Yemeni army forces, supported by allied fighters from Popular Committees, have fired a short-range ballistic missile at a military base in Saudi Arabia’s southwestern border region of Najran, in retaliation for the Saudi regime’s military campaign against the crisis-hit country, Yemeni media report.
A military source, speaking on condition of anonymity, told Yemen’s Arabic-language al-Masirah television network that the projectile struck Quwwah base in the region, located about 844 kilometers south of the capital Riyadh, on Saturday afternoon.
There were no immediate reports of casualties or the extent of damage caused.
A Saudi military spokesman later claimed that air defense forces had intercepted the missile.
Separately, scores of Saudi-sponsored militiamen loyal to Yemen's former president Abd Rabbuh Mansur Hadi were killed or injured when Yemeni troops and their allies stormed their position in an area of the southern Yemeni province of Bayda.
Also on Saturday, a couple lost their lives when Saudi fighter jets carried out an airstrike against a residential area in the Razih district of Yemen’s northwestern province of Sa’ada.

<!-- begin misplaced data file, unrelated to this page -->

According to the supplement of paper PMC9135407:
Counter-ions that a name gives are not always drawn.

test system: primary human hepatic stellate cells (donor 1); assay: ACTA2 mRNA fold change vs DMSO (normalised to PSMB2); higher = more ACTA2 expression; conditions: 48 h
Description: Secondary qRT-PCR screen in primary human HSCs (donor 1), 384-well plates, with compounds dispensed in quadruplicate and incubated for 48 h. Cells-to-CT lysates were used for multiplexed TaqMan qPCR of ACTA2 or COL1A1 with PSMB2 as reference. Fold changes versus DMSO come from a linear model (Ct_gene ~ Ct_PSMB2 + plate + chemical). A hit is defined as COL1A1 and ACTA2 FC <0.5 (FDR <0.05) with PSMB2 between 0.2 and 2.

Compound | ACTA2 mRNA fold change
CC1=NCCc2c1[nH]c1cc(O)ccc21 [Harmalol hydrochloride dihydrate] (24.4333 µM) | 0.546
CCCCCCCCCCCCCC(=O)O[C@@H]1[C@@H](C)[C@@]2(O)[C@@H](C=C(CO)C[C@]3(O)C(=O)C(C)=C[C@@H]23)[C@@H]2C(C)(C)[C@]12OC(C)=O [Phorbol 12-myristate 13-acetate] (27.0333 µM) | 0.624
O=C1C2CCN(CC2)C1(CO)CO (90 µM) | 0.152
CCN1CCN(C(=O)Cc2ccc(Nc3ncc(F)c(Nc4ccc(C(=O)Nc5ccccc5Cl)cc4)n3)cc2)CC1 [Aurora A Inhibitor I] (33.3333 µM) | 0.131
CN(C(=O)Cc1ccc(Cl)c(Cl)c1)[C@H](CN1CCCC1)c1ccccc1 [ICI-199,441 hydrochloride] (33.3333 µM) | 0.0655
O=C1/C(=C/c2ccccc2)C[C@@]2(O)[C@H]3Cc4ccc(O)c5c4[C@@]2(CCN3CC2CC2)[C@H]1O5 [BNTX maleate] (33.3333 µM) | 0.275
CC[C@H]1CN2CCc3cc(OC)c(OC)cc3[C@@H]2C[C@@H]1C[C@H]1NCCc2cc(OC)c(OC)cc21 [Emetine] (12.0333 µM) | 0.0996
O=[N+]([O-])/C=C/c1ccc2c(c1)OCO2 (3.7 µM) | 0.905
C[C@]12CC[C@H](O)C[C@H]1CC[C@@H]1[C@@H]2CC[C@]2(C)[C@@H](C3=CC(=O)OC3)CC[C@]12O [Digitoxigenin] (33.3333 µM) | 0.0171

At least 13,600 people have been killed since the onset of Saudi Arabia’s military campaign against Yemen in 2015. Much of the Arabian Peninsula country's infrastructure, including hospitals, schools and factories, has been reduced to rubble due to the war.
The Saudi-led war has also triggered a deadly cholera epidemic across Yemen.
According to the World Health Organization’s latest count, the cholera outbreak has killed 2,167 people since the end of April 2017 and is suspected to have infected 841,906.
In November 2017, the United Nations children’s agency (UNICEF) said that more than 11 million children in Yemen were in acute need of aid, stressing that it was estimated that every 10 minutes a child died of a preventable disease there.
Additionally, the UN has described the current level of hunger in Yemen as “unprecedented,” emphasizing that 17 million people are now food insecure in the country.
The world body says that 6.8 million, meaning almost one in four people, do not have enough food and rely entirely on external assistance.
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